• When HNs are unconfirmed, especially in newer housing developments, it is not unusual for them to all be "piled up" in a single location. If you are trying to create a HN and get an error that it already exists, chances are good that it's hiding under an unconfirmed one, so try moving any unconfirmed ones around to see if there's something underneath.

How Waze converts a destination to a GPS point

This logic is specific to the USA. In other countries, significant differences may apply.

  1. Waze looks up the address on Google Maps. If Google recognizes the address, then the GPS coordinates of the GM pin are returned. Note that the city/state need not match exactly, as long as they are reasonably close by.
  2. The Waze map is consulted to see if there is a confirmed HN on the street with the searched name (it can be an alternate name). A mismatch in the street or city name may cause no match to be found, in which case the GM pin is used. But if there is a match, then the GM pin location (if there is one) is ignored, and the pin is set to the stop point for that HN. By design, stop points for HNs are ALWAYS on a segment of the street with the given name, they can never be elsewhere. If the Waze HN is NOT confirmed, it is ignored.
  3. The Waze map is consulted to see if there is a RPP with the same address; again, street/city must match, at least alternates. If there is, then the GPS location of the RPP is used.

How to Diagnose an Address Problem

If you get a User Report (UR) where the reporter was taken to the wrong location, you first need to determine what their destination was, and whether they entered it as an address or as the name of a business or building. This page deals only with destinations entered as an address.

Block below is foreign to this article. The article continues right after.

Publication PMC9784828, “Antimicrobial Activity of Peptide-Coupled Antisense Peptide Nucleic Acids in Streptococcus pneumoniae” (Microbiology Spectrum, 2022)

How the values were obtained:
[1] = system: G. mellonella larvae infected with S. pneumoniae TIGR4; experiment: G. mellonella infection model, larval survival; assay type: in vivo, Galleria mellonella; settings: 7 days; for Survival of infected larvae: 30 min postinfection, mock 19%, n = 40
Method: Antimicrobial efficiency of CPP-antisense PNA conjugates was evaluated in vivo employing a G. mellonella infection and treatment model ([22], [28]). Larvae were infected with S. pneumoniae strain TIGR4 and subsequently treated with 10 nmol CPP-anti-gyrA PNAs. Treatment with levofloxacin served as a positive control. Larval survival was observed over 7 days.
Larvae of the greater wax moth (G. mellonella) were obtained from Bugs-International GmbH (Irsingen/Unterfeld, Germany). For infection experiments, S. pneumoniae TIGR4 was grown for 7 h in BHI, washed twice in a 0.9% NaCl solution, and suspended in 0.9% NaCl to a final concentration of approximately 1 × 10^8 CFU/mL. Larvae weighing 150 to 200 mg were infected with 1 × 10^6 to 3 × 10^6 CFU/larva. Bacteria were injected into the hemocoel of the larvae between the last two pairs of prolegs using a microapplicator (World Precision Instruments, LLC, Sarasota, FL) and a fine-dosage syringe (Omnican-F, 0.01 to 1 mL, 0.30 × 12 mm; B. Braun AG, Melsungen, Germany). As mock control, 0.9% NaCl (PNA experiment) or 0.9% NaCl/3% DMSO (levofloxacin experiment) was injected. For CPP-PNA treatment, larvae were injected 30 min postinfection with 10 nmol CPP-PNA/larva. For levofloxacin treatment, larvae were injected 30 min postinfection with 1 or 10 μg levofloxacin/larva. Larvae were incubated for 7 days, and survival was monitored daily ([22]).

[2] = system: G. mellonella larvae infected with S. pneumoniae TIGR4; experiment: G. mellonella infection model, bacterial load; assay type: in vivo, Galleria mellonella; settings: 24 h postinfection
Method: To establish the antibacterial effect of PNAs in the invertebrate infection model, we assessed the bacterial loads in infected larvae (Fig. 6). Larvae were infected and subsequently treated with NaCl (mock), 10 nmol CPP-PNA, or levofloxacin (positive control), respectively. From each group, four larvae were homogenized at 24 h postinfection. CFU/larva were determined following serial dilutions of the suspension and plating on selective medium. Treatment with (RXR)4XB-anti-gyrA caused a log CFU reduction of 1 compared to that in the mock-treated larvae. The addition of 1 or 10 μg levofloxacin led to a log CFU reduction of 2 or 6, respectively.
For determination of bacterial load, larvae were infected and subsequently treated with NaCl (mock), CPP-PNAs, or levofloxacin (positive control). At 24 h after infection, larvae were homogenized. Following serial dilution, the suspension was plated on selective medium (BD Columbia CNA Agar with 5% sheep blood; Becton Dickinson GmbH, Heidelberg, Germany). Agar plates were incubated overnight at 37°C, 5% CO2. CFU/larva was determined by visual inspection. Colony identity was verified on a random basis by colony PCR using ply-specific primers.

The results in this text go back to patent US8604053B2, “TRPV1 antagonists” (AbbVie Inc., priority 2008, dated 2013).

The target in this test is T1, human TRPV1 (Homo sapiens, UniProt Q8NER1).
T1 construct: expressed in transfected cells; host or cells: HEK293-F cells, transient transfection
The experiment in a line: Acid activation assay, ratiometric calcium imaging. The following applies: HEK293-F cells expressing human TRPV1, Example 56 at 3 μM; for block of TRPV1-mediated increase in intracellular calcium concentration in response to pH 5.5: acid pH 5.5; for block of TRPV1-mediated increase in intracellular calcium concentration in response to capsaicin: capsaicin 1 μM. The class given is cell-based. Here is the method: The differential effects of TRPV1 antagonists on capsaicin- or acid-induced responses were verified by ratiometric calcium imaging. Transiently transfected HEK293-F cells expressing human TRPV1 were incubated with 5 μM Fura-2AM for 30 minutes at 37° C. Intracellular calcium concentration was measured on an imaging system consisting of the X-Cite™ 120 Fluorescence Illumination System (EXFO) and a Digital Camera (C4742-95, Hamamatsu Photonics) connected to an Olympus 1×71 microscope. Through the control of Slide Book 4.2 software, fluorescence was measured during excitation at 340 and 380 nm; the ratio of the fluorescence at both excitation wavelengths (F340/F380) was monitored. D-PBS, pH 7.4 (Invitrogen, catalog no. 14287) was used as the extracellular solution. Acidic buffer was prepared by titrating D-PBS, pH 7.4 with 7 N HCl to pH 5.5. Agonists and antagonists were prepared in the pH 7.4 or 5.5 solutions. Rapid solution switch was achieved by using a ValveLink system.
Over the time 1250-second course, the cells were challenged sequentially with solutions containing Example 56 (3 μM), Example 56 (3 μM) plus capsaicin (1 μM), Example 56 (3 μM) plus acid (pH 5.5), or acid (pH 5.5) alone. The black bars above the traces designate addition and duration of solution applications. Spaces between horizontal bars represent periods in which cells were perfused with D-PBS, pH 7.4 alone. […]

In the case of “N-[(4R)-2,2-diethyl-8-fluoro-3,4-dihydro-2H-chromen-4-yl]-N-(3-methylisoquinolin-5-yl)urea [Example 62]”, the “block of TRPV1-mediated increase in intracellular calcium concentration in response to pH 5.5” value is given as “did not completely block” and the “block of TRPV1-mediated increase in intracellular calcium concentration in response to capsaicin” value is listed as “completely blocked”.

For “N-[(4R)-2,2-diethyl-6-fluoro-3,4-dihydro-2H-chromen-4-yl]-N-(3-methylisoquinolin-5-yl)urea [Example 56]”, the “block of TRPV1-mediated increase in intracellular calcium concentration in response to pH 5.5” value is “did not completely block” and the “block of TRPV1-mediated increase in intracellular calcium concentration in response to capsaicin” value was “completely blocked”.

• If the user selected a calendar item to "drive to", then the address in the location field is used, so these instructions apply.

Once you have done this, you can do the following.

  1. Search the address in the Waze app (I have found this often gives a different result than Live Map, so I don't recommend using Live Map). Navigate to it. (You may want to pick a nearby point to set as your start point.) Is the pin visually consistent with where the reporter says they were directed?
  • If it is, then proceed to analyze why the pin is in the wrong place, and fix it.
  • If not, check other search results to see if one of them is consistent with where the reporter says they were taken. Sometimes you get multiple identical search results for the same address, and only one is wrong. Or there may be slight differences and the Reporter might have chosen the wrong one.
  1. If the pin is the culprit, then do the following.
  • If the pin is off by more than just a bit, then search the address in Google Maps, and see if the pin is wrong there. If it is in completely the wrong place, use the "Send Feedback" item on the menu to move the pin. (You can do this in Google Mapmaker if you prefer, but my experience is it takes a lot longer to get approved.) Depending how far off the Google pin is, you may not be able to get the right routing until this is fixed, although in most cases you can override it in Waze.